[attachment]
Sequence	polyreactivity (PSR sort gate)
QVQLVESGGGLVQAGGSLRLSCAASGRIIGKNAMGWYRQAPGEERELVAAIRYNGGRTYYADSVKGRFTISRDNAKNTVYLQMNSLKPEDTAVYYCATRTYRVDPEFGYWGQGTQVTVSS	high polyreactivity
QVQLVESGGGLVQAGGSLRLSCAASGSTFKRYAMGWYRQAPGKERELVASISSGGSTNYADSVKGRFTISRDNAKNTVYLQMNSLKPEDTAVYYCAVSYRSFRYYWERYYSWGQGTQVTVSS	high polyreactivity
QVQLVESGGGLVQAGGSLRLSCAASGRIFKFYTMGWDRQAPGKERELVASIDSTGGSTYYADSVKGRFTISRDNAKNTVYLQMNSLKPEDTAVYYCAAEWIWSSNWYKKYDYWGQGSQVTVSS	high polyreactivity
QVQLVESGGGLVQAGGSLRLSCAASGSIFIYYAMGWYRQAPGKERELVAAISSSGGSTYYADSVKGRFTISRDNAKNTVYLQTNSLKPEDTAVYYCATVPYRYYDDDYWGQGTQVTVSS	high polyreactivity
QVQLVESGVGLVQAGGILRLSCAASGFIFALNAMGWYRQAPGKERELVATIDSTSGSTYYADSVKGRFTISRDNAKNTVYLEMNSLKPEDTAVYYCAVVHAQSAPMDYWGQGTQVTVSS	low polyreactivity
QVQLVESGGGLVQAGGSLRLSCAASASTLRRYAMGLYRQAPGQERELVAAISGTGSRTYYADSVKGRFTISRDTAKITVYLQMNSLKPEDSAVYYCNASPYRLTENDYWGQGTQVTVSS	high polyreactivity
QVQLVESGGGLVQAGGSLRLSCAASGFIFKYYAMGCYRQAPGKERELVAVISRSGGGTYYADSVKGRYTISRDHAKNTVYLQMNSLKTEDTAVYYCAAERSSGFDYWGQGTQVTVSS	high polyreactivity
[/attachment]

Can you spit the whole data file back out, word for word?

Sequence	polyreactivity (PSR sort gate)
QVQLVESGGGLVQAGGSLRLSCAASGRIIGKNAMGWYRQAPGEERELVAAIRYNGGRTYYADSVKGRFTISRDNAKNTVYLQMNSLKPEDTAVYYCATRTYRVDPEFGYWGQGTQVTVSS	high polyreactivity
QVQLVESGGGLVQAGGSLRLSCAASGSTFKRYAMGWYRQAPGKERELVASISSGGSTNYADSVKGRFTISRDNAKNTVYLQMNSLKPEDTAVYYCAVSYRSFRYYWERYYSWGQGTQVTVSS	high polyreactivity
QVQLVESGGGLVQAGGSLRLSCAASGRIFKFYTMGWDRQAPGKERELVASIDSTGGSTYYADSVKGRFTISRDNAKNTVYLQMNSLKPEDTAVYYCAAEWIWSSNWYKKYDYWGQGSQVTVSS	high polyreactivity
QVQLVESGGGLVQAGGSLRLSCAASGSIFIYYAMGWYRQAPGKERELVAAISSSGGSTYYADSVKGRFTISRDNAKNTVYLQTNSLKPEDTAVYYCATVPYRYYDDDYWGQGTQVTVSS	high polyreactivity
QVQLVESGVGLVQAGGILRLSCAASGFIFALNAMGWYRQAPGKERELVATIDSTSGSTYYADSVKGRFTISRDNAKNTVYLEMNSLKPEDTAVYYCAVVHAQSAPMDYWGQGTQVTVSS	low polyreactivity
QVQLVESGGGLVQAGGSLRLSCAASASTLRRYAMGLYRQAPGQERELVAAISGTGSRTYYADSVKGRFTISRDTAKITVYLQMNSLKPEDSAVYYCNASPYRLTENDYWGQGTQVTVSS	high polyreactivity
QVQLVESGGGLVQAGGSLRLSCAASGFIFKYYAMGCYRQAPGKERELVAVISRSGGGTYYADSVKGRYTISRDHAKNTVYLQMNSLKTEDTAVYYCAAERSSGFDYWGQGTQVTVSS	high polyreactivity